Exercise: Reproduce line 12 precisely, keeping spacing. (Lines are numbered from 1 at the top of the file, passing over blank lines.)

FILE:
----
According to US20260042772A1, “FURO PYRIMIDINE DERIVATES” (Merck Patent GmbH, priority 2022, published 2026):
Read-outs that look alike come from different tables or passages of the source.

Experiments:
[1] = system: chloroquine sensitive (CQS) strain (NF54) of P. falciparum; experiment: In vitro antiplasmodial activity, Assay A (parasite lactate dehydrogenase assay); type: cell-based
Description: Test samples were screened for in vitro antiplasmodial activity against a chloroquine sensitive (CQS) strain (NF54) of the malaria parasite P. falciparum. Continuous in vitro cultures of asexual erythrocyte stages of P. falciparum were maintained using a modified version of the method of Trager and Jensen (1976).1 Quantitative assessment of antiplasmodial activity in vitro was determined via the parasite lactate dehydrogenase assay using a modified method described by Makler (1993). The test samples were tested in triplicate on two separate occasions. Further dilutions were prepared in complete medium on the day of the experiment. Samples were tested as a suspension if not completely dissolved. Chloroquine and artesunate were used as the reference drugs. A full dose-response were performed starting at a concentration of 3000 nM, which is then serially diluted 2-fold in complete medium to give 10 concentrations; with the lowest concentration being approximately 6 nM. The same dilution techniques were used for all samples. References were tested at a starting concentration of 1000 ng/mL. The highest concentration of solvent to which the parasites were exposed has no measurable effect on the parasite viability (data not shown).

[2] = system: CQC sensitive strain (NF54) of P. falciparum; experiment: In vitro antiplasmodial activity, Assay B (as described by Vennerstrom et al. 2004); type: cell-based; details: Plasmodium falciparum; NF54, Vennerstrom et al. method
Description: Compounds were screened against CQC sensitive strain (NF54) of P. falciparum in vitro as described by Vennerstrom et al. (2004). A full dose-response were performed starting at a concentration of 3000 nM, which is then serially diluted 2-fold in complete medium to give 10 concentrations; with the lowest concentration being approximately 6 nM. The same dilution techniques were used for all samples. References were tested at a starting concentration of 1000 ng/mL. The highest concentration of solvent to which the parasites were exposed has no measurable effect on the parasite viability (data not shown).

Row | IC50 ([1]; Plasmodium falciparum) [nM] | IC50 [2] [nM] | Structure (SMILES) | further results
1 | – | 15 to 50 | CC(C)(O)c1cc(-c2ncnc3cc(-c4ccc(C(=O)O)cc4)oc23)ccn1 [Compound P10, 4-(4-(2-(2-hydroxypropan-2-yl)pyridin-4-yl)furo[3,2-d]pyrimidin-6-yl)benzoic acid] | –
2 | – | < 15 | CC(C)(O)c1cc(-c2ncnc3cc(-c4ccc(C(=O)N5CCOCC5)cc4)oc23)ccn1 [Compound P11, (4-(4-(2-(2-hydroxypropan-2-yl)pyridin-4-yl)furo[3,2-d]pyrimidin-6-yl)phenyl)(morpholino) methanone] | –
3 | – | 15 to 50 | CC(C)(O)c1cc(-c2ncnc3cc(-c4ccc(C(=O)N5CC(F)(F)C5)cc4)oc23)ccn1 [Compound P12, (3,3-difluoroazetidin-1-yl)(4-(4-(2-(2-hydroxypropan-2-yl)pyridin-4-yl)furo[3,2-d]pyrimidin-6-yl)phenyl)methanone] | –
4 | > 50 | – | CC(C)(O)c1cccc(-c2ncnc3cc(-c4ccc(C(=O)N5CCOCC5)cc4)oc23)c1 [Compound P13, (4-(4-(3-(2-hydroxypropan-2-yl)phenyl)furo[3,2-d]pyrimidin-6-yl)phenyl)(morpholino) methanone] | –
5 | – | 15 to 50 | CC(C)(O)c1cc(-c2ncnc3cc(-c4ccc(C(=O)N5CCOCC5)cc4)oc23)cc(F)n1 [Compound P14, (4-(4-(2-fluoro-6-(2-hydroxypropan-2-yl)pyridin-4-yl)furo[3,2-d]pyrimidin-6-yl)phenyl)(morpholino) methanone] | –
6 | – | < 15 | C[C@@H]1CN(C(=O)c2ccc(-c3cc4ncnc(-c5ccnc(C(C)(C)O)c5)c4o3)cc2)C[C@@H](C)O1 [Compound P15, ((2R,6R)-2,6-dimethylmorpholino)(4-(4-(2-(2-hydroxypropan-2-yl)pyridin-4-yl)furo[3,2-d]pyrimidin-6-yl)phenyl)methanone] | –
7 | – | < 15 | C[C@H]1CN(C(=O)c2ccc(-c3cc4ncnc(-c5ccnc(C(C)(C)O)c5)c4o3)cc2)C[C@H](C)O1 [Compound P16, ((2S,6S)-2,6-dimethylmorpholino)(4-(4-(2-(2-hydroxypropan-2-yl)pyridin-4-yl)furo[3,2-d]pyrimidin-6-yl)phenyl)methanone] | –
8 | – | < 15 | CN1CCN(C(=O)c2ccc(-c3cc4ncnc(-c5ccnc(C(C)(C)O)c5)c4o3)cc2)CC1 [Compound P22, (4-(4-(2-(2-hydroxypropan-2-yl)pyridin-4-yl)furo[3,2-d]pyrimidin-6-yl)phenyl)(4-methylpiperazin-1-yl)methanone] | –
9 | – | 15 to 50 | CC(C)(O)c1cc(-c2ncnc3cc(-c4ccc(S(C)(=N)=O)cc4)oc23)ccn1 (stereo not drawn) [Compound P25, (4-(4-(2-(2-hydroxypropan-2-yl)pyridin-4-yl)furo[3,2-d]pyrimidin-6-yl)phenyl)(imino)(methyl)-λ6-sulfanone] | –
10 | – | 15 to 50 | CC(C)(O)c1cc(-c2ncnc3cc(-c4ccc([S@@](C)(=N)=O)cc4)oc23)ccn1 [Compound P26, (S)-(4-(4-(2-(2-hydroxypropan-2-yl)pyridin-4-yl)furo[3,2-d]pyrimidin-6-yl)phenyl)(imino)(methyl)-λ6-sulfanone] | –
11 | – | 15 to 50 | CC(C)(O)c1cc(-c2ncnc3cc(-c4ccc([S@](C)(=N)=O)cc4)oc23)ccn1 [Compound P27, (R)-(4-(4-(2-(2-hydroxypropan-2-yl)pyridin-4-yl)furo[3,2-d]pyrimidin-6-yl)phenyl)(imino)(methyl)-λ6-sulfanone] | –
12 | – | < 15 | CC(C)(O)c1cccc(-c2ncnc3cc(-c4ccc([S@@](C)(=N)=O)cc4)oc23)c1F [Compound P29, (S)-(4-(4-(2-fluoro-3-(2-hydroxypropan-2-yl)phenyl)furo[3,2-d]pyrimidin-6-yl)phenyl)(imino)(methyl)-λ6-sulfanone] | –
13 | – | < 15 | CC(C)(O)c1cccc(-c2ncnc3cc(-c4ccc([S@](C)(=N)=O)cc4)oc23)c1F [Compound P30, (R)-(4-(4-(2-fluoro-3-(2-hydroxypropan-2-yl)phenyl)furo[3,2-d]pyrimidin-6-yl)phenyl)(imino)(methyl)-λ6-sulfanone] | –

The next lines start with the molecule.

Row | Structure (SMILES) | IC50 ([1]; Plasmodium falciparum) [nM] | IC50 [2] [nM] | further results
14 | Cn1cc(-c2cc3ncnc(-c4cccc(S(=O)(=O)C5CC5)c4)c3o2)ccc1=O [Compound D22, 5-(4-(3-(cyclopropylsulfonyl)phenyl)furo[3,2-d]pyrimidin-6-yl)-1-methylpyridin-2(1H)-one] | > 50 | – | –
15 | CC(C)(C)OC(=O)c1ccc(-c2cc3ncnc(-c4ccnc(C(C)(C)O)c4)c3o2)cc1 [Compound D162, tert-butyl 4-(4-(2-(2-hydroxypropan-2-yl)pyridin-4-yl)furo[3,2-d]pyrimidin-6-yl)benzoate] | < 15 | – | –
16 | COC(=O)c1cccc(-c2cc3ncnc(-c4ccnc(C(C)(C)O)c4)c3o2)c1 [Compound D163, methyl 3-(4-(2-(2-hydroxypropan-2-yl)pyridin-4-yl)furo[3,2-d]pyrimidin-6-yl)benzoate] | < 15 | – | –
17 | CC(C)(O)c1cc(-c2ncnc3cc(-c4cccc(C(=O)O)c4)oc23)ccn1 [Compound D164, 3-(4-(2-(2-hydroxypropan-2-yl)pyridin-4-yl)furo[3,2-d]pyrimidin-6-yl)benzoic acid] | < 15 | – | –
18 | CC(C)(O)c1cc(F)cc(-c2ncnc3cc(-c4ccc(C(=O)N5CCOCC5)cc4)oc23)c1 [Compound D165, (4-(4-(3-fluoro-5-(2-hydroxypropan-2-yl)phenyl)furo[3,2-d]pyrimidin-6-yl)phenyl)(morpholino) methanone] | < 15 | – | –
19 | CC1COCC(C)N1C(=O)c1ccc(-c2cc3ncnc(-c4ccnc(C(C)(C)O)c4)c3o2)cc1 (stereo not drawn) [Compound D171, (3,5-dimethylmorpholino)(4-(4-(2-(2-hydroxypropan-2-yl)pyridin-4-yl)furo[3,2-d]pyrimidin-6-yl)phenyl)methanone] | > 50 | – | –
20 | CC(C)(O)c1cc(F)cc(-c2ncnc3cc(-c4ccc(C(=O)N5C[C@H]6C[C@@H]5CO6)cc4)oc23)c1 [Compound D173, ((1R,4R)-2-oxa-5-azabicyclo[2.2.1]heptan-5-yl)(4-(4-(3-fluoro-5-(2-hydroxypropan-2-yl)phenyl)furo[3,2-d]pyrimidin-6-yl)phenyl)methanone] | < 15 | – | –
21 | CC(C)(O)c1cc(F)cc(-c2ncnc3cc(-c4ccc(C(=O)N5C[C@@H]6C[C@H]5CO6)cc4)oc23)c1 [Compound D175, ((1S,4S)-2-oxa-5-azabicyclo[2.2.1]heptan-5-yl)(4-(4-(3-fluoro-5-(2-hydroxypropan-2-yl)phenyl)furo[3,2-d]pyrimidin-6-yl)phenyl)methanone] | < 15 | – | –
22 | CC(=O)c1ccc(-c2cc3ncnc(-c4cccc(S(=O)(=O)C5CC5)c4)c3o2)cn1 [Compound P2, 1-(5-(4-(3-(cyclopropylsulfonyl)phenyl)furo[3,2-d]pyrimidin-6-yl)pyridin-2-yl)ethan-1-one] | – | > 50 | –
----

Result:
4 | > 50 | – | CC(C)(O)c1cccc(-c2ncnc3cc(-c4ccc(C(=O)N5CCOCC5)cc4)oc23)c1 [Compound P13, (4-(4-(3-(2-hydroxypropan-2-yl)phenyl)furo[3,2-d]pyrimidin-6-yl)phenyl)(morpholino) methanone] | –